The Difference between CIO and a CTO

Our firm offers our clients innovation, experience, and knowledge of how to run and grow organizations on the Internet. In short, we are a team’s Chief Information Officer (CIO) or a Chief Technology Officer (CTO) depending on their needs. What is the difference? Why even need different offices for Information and Technology?  The technical and business skills, knowledge, and experience in these roles are different, but complementary. While one creates technology to sell to customers, the other focuses on managing infrastructure for the business operations.
Depending on the industry, or organization, these offices consist of different responsibilities. The CIO is generally responsible for the management of the Information and Technology infrastructure that runs the organization. The CTO is responsible for the development of new technologies or breakthroughs to help grow the business. An article from Oracle’s ProfIT magazine explains the distinction between the two roles in larger organizations.
TechRepublic‘s breakdown of the responsibilities of each office offers a quick breakdown :

Chief Information Officer

  • Serves as the company’s top technology infrastructure manager
  • Runs the organization’s internal IT operations
  • Works to streamline business processes with technology
  • Focuses on internal customers (users and business units)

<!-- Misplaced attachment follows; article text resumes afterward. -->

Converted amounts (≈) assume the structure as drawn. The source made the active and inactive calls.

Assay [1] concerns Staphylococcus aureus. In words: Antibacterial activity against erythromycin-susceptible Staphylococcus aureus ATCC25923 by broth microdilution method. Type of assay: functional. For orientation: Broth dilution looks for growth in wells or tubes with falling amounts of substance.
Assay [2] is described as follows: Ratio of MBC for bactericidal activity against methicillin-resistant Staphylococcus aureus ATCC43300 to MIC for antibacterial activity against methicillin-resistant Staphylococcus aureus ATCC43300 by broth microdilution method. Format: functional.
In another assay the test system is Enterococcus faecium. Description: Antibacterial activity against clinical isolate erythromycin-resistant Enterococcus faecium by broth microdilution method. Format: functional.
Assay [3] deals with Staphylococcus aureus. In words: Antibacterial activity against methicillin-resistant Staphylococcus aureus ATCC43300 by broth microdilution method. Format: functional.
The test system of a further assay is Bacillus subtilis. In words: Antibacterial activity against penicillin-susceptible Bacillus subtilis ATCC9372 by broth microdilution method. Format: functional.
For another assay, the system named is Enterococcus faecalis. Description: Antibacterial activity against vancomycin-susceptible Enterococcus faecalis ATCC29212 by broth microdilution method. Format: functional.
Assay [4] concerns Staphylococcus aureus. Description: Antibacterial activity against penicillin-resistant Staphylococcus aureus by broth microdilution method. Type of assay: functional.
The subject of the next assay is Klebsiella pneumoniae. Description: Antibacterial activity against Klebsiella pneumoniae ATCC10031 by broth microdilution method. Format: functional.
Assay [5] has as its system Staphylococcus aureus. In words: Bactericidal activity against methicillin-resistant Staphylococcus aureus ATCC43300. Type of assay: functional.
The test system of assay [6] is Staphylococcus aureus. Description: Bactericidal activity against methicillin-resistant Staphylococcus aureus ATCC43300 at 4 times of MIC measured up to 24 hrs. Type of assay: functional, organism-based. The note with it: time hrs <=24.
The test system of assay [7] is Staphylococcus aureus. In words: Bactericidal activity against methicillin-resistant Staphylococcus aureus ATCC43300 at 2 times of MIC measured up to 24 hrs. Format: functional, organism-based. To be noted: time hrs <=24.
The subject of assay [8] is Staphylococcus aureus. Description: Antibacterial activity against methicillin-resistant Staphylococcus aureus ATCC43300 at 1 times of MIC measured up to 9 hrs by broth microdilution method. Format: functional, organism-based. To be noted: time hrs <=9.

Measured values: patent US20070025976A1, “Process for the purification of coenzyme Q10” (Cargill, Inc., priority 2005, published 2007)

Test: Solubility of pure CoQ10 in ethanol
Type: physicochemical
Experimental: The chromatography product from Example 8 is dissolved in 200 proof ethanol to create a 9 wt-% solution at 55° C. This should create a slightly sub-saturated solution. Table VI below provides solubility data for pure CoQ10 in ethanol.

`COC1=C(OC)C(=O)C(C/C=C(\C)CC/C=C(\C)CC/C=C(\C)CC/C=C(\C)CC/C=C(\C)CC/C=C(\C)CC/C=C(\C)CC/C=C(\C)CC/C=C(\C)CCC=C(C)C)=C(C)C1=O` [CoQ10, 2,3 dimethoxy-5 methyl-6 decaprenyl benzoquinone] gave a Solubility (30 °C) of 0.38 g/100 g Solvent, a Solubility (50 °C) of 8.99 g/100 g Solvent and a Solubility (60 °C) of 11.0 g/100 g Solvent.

• Collaborates and manages vendors that supply infrastructure solutions
  • Aligns the company’s IT infrastructure with business priorities
  • Developers strategies to increase the company’s bottom line (profitability)
  • Has to be a skilled and organized manager to be successful

Chief Technology Officer

  • Serves as the company’s top technology architect
  • Runs the organization’s engineering group
  • Uses technology to enhance the company’s product offerings
  • Focuses on external customers (buyers)
  • Collaborates and manages vendors that supply solutions to enhance the company’s product(s)
  • Aligns the company’s product architecture with business priorities
  • Develops strategies to increase the company’s top line (revenue)
  • Has to be a creative and innovative technologist to be successful

If you are interested in either role, you may also want to read TechRepublic’s article on what a CIO or CTO’s resume should look like.  Joshua Millsapps of MB&A expands his thoughts on the subject on his company’s blog.
I’ve presented some resources as well as my thoughts on the difference between two C-Suite roles. So what? If you are a new company or team leader and are considering hiring a technologist, which one do you hire? Ask yourself the following questions:

  • Does your team need to solve a problem by building new technology?
  • Does your team need to take a repeatable process and improve upon it with technology?
  • Does your team need to cater to people within an organization with existing processes?
  • Does your team need to cater to customers or buyers?

It may be that the person you hire is capable of all of these tasks and more. When interviewing them, ask them if they know the difference between a CIO and a CTO. If they can’t tell you, that may not necessarily disqualify them as a CTO.
As a firm we decided to build our company with practice areas that were complementary. It helps us handle more situations for our clients and for ourselves. While one team can work on the bleeding edge of technology, the other team works to figure out how to run the existing technology better. Technology itself can’t solve all the problems. Good management of People, Processes, Information, and Systems is the best way to sustain an organization.

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